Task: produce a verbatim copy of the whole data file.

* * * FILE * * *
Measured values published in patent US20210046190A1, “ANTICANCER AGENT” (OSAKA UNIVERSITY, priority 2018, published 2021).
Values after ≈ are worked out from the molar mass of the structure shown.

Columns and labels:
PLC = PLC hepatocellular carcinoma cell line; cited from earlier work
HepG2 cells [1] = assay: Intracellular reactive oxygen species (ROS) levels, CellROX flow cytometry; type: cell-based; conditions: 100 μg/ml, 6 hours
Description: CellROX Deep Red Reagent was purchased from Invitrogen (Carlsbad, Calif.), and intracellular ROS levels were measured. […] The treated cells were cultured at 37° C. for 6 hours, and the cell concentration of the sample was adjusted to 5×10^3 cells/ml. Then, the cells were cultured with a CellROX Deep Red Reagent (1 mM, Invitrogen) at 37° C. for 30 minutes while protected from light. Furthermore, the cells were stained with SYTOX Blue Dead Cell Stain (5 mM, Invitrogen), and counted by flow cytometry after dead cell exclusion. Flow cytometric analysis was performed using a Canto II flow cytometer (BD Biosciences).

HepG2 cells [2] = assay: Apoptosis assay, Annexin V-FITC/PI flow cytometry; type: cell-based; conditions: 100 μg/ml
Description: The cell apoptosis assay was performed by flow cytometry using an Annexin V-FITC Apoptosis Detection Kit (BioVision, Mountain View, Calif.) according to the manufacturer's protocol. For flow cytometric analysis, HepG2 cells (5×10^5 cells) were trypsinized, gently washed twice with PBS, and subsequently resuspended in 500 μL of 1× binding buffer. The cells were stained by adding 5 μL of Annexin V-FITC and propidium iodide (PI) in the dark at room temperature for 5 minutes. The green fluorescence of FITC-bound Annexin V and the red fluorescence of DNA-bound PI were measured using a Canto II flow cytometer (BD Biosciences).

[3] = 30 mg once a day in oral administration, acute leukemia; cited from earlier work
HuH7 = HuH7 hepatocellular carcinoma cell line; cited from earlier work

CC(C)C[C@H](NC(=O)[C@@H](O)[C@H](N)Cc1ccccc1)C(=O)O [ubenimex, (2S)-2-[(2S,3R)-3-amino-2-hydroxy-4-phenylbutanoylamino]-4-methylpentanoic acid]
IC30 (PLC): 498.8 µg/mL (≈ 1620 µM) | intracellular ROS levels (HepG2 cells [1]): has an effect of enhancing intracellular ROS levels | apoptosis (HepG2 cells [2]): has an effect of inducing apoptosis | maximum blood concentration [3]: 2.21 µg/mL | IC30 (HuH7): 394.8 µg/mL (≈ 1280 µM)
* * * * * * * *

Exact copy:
Measured values published in patent US20210046190A1, “ANTICANCER AGENT” (OSAKA UNIVERSITY, priority 2018, published 2021).
Values after ≈ are worked out from the molar mass of the structure shown.

Columns and labels:
PLC = PLC hepatocellular carcinoma cell line; cited from earlier work
HepG2 cells [1] = assay: Intracellular reactive oxygen species (ROS) levels, CellROX flow cytometry; type: cell-based; conditions: 100 μg/ml, 6 hours
Description: CellROX Deep Red Reagent was purchased from Invitrogen (Carlsbad, Calif.), and intracellular ROS levels were measured. […] The treated cells were cultured at 37° C. for 6 hours, and the cell concentration of the sample was adjusted to 5×10^3 cells/ml. Then, the cells were cultured with a CellROX Deep Red Reagent (1 mM, Invitrogen) at 37° C. for 30 minutes while protected from light. Furthermore, the cells were stained with SYTOX Blue Dead Cell Stain (5 mM, Invitrogen), and counted by flow cytometry after dead cell exclusion. Flow cytometric analysis was performed using a Canto II flow cytometer (BD Biosciences).

HepG2 cells [2] = assay: Apoptosis assay, Annexin V-FITC/PI flow cytometry; type: cell-based; conditions: 100 μg/ml
Description: The cell apoptosis assay was performed by flow cytometry using an Annexin V-FITC Apoptosis Detection Kit (BioVision, Mountain View, Calif.) according to the manufacturer's protocol. For flow cytometric analysis, HepG2 cells (5×10^5 cells) were trypsinized, gently washed twice with PBS, and subsequently resuspended in 500 μL of 1× binding buffer. The cells were stained by adding 5 μL of Annexin V-FITC and propidium iodide (PI) in the dark at room temperature for 5 minutes. The green fluorescence of FITC-bound Annexin V and the red fluorescence of DNA-bound PI were measured using a Canto II flow cytometer (BD Biosciences).

[3] = 30 mg once a day in oral administration, acute leukemia; cited from earlier work
HuH7 = HuH7 hepatocellular carcinoma cell line; cited from earlier work

CC(C)C[C@H](NC(=O)[C@@H](O)[C@H](N)Cc1ccccc1)C(=O)O [ubenimex, (2S)-2-[(2S,3R)-3-amino-2-hydroxy-4-phenylbutanoylamino]-4-methylpentanoic acid]
IC30 (PLC): 498.8 µg/mL (≈ 1620 µM) | intracellular ROS levels (HepG2 cells [1]): has an effect of enhancing intracellular ROS levels | apoptosis (HepG2 cells [2]): has an effect of inducing apoptosis | maximum blood concentration [3]: 2.21 µg/mL | IC30 (HuH7): 394.8 µg/mL (≈ 1280 µM)